Once inside his small, but clean, bachelor apartment, he moved into the kitchen, to the refrigerator, to see what he could offer her to drink.
He suggested some white wine, or a beer.
But when Steve looked up, Paige was standing right beside him, her hands already wrapping around his neck, pulling him close, his mouth onto hers. She wanted him, she needed him, right then, right there.
And that's when she knew for certain that Steve might have been a Prince, but he was hardly a murderer.
They made love that first time, on the floor in front of the open refrigerator door. The heat, the cold, and a bottle of beer as an immediate refresher.
The second time was in bed, and after they fell asleep in one another's arms.
For Paige it had been the most relaxing sleep in years. Deep, dreamless -- no nightmares to wake her with screams and cold sweats. There was something warm and familiar about Steve. Something she could easily grow to love.
Still, the next morning, she awoke long before he did.
Paige watched Steve as he slept, knowing she should grab her clothes and run. Sneak away with the dawn, but . . . damn, it had been a long time since she felt this way.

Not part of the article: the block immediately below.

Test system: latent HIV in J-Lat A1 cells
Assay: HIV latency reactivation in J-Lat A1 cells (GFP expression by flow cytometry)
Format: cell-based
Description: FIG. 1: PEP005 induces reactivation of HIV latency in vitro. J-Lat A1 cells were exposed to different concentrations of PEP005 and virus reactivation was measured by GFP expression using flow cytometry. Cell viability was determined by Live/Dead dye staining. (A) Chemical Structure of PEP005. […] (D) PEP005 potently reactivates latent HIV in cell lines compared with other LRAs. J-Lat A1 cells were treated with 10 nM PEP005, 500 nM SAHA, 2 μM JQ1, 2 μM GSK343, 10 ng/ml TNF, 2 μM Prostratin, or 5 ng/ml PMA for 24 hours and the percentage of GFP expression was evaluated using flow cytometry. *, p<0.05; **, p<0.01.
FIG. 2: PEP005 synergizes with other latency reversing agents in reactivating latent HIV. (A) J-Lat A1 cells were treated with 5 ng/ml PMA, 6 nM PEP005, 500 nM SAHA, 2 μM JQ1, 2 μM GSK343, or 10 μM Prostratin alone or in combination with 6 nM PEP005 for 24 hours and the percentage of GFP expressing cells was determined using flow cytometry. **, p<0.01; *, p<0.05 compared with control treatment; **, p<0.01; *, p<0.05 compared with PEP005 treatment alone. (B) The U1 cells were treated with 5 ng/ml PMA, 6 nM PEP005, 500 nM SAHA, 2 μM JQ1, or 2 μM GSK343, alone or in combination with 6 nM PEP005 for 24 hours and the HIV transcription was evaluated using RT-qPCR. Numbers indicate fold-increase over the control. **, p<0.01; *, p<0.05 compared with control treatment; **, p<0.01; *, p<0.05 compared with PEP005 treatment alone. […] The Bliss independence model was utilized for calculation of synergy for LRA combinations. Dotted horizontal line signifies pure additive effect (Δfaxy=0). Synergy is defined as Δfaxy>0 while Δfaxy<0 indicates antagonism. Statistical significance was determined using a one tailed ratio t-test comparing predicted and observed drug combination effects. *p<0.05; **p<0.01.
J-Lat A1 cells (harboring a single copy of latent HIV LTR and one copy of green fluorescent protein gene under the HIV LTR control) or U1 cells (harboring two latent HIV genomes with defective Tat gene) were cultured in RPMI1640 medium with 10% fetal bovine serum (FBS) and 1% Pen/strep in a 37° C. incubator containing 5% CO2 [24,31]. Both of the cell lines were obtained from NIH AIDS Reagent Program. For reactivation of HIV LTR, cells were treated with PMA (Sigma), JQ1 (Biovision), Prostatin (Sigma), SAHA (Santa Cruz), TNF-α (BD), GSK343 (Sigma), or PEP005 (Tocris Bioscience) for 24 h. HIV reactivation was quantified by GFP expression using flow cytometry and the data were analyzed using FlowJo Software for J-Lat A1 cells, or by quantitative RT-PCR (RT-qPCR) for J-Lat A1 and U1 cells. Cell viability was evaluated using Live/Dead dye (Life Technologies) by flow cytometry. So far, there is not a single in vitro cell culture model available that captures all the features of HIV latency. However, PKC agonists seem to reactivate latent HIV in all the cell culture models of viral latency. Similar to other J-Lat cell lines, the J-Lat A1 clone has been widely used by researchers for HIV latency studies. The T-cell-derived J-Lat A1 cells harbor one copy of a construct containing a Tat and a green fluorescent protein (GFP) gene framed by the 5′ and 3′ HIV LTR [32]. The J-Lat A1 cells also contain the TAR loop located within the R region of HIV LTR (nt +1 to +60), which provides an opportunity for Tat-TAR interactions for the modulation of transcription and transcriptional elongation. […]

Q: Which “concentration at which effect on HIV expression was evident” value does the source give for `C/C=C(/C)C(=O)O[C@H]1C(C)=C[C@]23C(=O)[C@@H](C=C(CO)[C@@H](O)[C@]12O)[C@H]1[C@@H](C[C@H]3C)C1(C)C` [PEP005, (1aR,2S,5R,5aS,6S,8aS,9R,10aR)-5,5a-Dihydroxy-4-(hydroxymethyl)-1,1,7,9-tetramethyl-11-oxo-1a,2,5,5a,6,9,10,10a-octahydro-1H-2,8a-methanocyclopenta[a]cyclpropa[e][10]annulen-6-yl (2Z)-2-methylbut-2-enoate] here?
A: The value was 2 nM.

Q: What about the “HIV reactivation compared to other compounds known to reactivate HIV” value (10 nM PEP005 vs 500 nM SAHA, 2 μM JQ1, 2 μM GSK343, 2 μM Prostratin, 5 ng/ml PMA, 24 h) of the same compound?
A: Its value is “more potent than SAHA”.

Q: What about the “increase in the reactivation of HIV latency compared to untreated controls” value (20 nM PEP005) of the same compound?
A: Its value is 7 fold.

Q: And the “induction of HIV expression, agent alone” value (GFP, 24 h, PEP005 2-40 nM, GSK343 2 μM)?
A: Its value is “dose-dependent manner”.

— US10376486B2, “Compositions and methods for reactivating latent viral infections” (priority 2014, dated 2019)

Soon he began to stir. To stretch and moan and generally return to life.
"Morning," Steve said, smiling.
How that smile made her weak in the knees. Paige could feel it, and she wasn't even standing.
But instead of answering, instead of kissing him to welcome the new day, another day, Paige pulled her bureau identification from her purse, and flashed her badge only inches his face.
"Morning," she said finally.
Steve looked wide eyed and in disbelief between the badge and her face. "Am I under arrest?" he asked.
Paige laughed. "No," she said. "You're not under arrest."
"And you're not Jane Flaherty?"
She shook her head. "Paige Turner." She offered her hand, and he shook it. "Glad to meet you."